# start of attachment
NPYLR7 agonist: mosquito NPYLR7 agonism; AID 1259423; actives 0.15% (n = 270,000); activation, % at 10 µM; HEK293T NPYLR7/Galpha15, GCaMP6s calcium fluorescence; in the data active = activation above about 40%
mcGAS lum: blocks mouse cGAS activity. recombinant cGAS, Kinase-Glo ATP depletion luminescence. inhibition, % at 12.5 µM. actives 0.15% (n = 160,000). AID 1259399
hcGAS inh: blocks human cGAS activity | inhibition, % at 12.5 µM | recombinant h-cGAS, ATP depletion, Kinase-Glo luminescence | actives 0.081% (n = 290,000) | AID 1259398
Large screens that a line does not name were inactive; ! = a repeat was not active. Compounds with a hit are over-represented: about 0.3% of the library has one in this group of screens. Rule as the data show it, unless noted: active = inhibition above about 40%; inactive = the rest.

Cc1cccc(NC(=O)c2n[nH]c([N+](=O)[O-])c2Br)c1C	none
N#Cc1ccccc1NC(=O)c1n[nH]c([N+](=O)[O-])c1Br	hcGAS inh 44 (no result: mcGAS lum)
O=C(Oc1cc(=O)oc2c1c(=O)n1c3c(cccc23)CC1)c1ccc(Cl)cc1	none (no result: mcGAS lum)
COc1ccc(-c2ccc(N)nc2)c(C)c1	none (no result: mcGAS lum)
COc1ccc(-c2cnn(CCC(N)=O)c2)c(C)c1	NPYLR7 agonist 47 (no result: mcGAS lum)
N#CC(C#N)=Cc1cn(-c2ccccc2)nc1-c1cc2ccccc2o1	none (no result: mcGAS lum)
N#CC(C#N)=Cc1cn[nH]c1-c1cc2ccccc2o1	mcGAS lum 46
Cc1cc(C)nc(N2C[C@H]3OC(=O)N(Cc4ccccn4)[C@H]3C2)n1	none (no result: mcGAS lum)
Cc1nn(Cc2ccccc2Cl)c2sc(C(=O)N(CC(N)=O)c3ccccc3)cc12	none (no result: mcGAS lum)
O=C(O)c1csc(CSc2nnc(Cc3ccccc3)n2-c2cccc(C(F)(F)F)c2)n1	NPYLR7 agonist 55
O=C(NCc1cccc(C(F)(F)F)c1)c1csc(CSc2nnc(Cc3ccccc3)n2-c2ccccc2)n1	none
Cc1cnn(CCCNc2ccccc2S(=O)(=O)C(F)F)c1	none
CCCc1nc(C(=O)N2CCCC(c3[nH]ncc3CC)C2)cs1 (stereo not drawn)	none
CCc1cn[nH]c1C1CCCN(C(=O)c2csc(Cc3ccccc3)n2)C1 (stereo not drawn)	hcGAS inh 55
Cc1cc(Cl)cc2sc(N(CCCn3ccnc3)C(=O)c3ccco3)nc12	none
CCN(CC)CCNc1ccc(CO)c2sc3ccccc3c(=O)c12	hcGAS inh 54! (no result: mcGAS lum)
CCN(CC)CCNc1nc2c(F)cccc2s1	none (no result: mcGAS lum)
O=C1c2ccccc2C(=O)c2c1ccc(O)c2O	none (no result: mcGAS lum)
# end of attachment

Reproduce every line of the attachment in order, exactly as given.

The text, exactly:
NPYLR7 agonist: mosquito NPYLR7 agonism; AID 1259423; actives 0.15% (n = 270,000); activation, % at 10 µM; HEK293T NPYLR7/Galpha15, GCaMP6s calcium fluorescence; in the data active = activation above about 40%
mcGAS lum: blocks mouse cGAS activity. recombinant cGAS, Kinase-Glo ATP depletion luminescence. inhibition, % at 12.5 µM. actives 0.15% (n = 160,000). AID 1259399
hcGAS inh: blocks human cGAS activity | inhibition, % at 12.5 µM | recombinant h-cGAS, ATP depletion, Kinase-Glo luminescence | actives 0.081% (n = 290,000) | AID 1259398
Large screens that a line does not name were inactive; ! = a repeat was not active. Compounds with a hit are over-represented: about 0.3% of the library has one in this group of screens. Rule as the data show it, unless noted: active = inhibition above about 40%; inactive = the rest.

Cc1cccc(NC(=O)c2n[nH]c([N+](=O)[O-])c2Br)c1C	none
N#Cc1ccccc1NC(=O)c1n[nH]c([N+](=O)[O-])c1Br	hcGAS inh 44 (no result: mcGAS lum)
O=C(Oc1cc(=O)oc2c1c(=O)n1c3c(cccc23)CC1)c1ccc(Cl)cc1	none (no result: mcGAS lum)
COc1ccc(-c2ccc(N)nc2)c(C)c1	none (no result: mcGAS lum)
COc1ccc(-c2cnn(CCC(N)=O)c2)c(C)c1	NPYLR7 agonist 47 (no result: mcGAS lum)
N#CC(C#N)=Cc1cn(-c2ccccc2)nc1-c1cc2ccccc2o1	none (no result: mcGAS lum)
N#CC(C#N)=Cc1cn[nH]c1-c1cc2ccccc2o1	mcGAS lum 46
Cc1cc(C)nc(N2C[C@H]3OC(=O)N(Cc4ccccn4)[C@H]3C2)n1	none (no result: mcGAS lum)
Cc1nn(Cc2ccccc2Cl)c2sc(C(=O)N(CC(N)=O)c3ccccc3)cc12	none (no result: mcGAS lum)
O=C(O)c1csc(CSc2nnc(Cc3ccccc3)n2-c2cccc(C(F)(F)F)c2)n1	NPYLR7 agonist 55
O=C(NCc1cccc(C(F)(F)F)c1)c1csc(CSc2nnc(Cc3ccccc3)n2-c2ccccc2)n1	none
Cc1cnn(CCCNc2ccccc2S(=O)(=O)C(F)F)c1	none
CCCc1nc(C(=O)N2CCCC(c3[nH]ncc3CC)C2)cs1 (stereo not drawn)	none
CCc1cn[nH]c1C1CCCN(C(=O)c2csc(Cc3ccccc3)n2)C1 (stereo not drawn)	hcGAS inh 55
Cc1cc(Cl)cc2sc(N(CCCn3ccnc3)C(=O)c3ccco3)nc12	none
CCN(CC)CCNc1ccc(CO)c2sc3ccccc3c(=O)c12	hcGAS inh 54! (no result: mcGAS lum)
CCN(CC)CCNc1nc2c(F)cccc2s1	none (no result: mcGAS lum)
O=C1c2ccccc2C(=O)c2c1ccc(O)c2O	none (no result: mcGAS lum)